The reality of our retreat quickly started to set in. Imagine a silent health-nut boot camp where we were meditating by 4:30 a.m. each day, culminating with a 5 p.m. "dinner" of fruit and tea. We agreed to abstain from all killing, stealing, sex, lies and intoxicants. These restrictions sound simple, but "intoxicants" include all literature, news, music, film, television, radio, hobbies, exercise and outside food. (No books. No jogging. No chocolate.) Meanwhile, we couldn't speak, touch, gesture or make eye contact. We could only rest, eat and shower at designated times.

Each day essentially was the same. Between 4:30 a.m. and 9 p.m. we meditated for eight sessions. We sat almost all day. Most sat on a personalized nest of blankets and cushions, rather than on chairs. A female and a male teacher together supervised our sessions and offered gender-segregated question-and-answer meetings — this was the only talking allowed. But the nitty-gritty of the meditation techniques was taught via audio recording from late vipassana guru S.N. Goenka. Each night, we meditators savored a rare bit of media: a video in which Goenka reflected on that day's lessons.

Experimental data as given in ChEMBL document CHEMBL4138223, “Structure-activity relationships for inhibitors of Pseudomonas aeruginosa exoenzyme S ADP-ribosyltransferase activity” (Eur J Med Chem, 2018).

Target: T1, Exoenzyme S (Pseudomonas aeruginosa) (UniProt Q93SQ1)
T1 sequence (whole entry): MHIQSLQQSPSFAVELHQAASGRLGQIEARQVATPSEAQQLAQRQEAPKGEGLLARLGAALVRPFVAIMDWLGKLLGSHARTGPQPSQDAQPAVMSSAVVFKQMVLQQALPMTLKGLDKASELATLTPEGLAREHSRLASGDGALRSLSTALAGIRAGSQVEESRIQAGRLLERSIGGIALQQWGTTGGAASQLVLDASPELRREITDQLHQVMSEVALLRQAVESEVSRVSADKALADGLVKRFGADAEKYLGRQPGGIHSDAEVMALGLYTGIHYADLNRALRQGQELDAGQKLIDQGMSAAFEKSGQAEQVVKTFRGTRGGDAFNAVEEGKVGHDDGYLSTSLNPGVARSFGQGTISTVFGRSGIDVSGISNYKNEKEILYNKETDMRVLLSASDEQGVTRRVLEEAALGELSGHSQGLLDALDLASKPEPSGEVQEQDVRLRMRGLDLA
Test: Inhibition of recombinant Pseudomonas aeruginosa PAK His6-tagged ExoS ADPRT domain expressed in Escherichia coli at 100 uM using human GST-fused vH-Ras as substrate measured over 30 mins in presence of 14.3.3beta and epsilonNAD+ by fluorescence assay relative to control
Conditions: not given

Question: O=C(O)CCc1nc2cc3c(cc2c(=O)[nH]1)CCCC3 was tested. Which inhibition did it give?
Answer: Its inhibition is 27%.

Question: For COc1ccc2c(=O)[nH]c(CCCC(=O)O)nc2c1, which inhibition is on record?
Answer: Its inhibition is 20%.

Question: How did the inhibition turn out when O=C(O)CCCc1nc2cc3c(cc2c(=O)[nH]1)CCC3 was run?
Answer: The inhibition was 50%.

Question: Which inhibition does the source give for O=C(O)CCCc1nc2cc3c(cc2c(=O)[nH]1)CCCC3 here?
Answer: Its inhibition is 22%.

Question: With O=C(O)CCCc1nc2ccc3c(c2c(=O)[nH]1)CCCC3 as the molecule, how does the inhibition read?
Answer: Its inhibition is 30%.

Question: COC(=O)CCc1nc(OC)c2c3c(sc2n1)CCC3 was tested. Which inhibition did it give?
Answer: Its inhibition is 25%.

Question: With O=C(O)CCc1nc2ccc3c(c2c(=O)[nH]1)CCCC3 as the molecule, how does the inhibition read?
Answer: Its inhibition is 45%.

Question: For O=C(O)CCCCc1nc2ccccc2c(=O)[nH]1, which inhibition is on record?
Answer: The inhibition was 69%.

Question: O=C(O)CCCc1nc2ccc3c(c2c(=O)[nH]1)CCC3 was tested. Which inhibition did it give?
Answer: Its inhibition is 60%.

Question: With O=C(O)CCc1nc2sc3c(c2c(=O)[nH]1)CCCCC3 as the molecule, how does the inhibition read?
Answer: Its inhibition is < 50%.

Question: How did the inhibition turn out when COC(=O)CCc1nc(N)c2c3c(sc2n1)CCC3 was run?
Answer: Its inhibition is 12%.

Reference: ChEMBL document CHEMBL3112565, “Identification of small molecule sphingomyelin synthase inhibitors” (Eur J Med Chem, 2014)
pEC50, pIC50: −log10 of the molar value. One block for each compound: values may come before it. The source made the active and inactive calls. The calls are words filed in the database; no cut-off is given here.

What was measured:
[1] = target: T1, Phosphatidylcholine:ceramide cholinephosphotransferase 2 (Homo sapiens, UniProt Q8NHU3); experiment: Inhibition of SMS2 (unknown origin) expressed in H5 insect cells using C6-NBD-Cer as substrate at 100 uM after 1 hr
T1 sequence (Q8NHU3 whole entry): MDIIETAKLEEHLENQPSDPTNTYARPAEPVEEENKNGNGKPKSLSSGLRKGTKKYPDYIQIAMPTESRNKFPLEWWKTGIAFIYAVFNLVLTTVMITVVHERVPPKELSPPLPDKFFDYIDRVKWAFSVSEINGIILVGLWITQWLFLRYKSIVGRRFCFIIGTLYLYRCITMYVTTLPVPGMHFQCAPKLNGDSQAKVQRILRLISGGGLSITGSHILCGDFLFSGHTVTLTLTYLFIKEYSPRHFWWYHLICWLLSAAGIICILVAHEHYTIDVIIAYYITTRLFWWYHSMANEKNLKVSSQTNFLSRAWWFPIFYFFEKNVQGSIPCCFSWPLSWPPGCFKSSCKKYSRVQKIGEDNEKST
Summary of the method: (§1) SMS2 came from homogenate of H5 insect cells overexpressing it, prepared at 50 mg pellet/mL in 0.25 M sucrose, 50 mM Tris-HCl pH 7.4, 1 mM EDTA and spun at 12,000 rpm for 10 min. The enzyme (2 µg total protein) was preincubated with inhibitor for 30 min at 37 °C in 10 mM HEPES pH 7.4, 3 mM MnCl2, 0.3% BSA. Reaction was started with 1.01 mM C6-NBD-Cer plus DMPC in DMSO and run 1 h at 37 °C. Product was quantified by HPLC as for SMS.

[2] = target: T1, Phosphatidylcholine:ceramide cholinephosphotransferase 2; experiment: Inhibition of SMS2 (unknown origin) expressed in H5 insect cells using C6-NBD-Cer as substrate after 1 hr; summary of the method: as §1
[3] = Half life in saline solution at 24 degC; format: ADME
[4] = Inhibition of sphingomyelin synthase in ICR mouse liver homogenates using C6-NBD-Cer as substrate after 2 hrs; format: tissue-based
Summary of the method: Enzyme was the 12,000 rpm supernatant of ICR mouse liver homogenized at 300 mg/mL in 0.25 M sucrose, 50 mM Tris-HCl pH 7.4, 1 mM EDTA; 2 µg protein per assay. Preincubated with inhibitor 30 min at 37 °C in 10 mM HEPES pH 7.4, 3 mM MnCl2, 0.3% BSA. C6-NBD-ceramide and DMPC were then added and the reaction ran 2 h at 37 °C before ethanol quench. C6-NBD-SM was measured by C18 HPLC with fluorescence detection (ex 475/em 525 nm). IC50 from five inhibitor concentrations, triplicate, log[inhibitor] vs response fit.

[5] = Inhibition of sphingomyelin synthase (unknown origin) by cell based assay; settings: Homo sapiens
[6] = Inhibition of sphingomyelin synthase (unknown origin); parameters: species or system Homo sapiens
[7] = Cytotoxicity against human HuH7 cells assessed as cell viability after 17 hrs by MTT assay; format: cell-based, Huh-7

I was surprised by what I learned from 10 days of doing nothing. My experience eventually offered me deep new understanding of myself. I learned to keep my composure, realizing that emotions arrive and depart like storm clouds and that I don't have to be buffeted by them.

The meditation hall became a laboratory for my reactions: Even when I didn't feel agitated, if I was tensing my jaw, raising my shoulders and failing to breathe into my belly, I knew I was agitated.